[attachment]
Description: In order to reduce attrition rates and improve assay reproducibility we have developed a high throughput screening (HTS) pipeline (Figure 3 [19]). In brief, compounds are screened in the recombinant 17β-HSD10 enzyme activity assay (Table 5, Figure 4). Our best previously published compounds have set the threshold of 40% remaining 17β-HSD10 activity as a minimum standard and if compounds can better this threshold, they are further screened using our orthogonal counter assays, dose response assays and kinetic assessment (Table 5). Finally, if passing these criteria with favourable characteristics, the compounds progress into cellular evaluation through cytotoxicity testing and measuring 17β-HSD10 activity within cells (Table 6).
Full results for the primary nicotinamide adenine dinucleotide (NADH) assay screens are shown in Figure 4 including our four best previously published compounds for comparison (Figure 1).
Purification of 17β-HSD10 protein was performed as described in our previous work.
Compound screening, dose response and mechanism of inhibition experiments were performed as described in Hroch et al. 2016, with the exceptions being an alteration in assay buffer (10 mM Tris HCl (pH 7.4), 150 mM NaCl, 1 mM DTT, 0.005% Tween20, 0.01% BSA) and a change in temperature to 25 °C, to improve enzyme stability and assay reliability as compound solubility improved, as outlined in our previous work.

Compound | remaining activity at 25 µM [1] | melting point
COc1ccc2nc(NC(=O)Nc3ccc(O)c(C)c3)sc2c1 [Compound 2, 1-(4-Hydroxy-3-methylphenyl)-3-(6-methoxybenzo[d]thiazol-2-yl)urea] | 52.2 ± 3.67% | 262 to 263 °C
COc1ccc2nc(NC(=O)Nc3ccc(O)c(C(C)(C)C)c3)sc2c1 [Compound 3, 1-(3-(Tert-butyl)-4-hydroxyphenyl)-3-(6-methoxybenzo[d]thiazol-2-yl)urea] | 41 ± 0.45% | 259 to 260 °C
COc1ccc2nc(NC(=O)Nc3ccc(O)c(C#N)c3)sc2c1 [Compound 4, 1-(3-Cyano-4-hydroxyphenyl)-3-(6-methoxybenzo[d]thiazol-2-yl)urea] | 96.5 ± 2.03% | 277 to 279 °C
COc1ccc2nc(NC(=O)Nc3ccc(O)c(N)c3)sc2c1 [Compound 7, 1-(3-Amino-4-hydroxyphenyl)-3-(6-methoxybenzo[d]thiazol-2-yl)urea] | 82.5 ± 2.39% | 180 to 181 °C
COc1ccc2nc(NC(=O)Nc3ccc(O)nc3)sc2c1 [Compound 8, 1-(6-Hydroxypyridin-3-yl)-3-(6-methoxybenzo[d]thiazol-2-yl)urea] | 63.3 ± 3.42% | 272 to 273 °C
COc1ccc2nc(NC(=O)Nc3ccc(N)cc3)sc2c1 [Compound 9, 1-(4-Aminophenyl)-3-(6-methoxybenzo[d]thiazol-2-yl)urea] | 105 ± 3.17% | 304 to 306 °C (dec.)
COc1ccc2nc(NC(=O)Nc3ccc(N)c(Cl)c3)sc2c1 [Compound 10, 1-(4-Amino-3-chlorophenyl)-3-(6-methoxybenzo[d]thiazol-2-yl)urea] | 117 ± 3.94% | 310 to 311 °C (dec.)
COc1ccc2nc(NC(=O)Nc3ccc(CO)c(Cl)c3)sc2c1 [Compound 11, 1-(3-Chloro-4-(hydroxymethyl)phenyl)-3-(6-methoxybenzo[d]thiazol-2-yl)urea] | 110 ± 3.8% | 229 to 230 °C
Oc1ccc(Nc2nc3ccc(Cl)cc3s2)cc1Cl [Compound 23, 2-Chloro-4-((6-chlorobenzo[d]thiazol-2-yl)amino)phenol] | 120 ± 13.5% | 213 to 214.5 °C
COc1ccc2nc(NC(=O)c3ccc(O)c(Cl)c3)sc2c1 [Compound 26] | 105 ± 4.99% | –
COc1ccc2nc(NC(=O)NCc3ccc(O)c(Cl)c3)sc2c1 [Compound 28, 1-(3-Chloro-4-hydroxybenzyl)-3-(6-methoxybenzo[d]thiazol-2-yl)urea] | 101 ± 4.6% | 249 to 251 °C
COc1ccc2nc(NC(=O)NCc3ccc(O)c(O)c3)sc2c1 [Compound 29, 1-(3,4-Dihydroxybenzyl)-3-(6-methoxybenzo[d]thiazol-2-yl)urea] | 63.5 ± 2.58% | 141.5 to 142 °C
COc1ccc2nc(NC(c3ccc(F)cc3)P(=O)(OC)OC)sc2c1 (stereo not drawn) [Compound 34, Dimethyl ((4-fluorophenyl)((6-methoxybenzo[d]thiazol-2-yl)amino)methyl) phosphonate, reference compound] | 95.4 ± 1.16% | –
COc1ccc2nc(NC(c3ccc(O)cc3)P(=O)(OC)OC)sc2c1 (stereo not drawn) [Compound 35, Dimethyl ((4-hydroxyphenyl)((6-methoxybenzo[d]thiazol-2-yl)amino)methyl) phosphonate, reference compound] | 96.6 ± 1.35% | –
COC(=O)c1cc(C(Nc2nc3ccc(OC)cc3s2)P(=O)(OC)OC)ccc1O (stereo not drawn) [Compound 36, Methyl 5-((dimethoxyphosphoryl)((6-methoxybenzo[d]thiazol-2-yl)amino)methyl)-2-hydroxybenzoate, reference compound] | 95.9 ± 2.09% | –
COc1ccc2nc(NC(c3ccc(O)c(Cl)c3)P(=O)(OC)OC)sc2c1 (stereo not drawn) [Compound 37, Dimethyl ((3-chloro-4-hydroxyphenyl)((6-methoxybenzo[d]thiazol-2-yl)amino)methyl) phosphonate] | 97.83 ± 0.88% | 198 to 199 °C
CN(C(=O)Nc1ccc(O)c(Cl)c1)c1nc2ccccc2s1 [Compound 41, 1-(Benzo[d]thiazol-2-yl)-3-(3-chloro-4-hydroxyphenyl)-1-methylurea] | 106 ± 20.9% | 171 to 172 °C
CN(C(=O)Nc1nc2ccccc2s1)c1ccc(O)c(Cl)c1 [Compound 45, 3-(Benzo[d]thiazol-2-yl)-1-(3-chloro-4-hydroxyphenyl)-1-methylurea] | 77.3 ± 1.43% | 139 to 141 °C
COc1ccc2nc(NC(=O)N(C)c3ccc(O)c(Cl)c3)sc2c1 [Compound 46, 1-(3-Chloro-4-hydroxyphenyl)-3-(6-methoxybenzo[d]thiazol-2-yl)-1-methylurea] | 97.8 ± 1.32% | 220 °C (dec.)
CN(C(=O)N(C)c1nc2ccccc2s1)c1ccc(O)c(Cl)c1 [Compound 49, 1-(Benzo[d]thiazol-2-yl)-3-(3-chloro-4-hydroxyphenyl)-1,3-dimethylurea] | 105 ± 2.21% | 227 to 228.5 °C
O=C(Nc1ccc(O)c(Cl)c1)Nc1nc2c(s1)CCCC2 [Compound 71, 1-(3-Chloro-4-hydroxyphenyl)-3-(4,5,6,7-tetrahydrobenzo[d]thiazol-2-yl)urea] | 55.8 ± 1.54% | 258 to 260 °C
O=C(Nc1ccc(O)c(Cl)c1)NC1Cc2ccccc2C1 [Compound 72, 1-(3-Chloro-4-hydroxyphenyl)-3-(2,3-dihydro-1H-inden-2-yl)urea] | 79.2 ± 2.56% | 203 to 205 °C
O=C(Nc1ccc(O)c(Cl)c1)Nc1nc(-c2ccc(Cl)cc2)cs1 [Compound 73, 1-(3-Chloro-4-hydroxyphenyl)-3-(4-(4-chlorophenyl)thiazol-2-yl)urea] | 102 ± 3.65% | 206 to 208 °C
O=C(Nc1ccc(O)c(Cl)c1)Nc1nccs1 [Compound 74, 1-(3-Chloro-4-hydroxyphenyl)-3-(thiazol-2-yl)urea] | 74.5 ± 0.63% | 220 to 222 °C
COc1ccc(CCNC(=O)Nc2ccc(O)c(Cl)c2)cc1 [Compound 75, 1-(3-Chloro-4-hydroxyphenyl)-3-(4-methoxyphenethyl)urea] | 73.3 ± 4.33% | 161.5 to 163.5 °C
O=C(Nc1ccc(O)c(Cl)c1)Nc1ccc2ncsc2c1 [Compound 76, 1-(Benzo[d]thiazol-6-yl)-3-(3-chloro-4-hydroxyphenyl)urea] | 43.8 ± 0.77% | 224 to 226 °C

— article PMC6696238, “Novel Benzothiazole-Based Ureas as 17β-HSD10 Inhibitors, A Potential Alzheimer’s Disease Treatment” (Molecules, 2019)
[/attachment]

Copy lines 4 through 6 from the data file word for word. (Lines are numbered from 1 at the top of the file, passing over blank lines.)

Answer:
Compound screening, dose response and mechanism of inhibition experiments were performed as described in Hroch et al. 2016, with the exceptions being an alteration in assay buffer (10 mM Tris HCl (pH 7.4), 150 mM NaCl, 1 mM DTT, 0.005% Tween20, 0.01% BSA) and a change in temperature to 25 °C, to improve enzyme stability and assay reliability as compound solubility improved, as outlined in our previous work.

Compound | remaining activity at 25 µM [1] | melting point
COc1ccc2nc(NC(=O)Nc3ccc(O)c(C)c3)sc2c1 [Compound 2, 1-(4-Hydroxy-3-methylphenyl)-3-(6-methoxybenzo[d]thiazol-2-yl)urea] | 52.2 ± 3.67% | 262 to 263 °C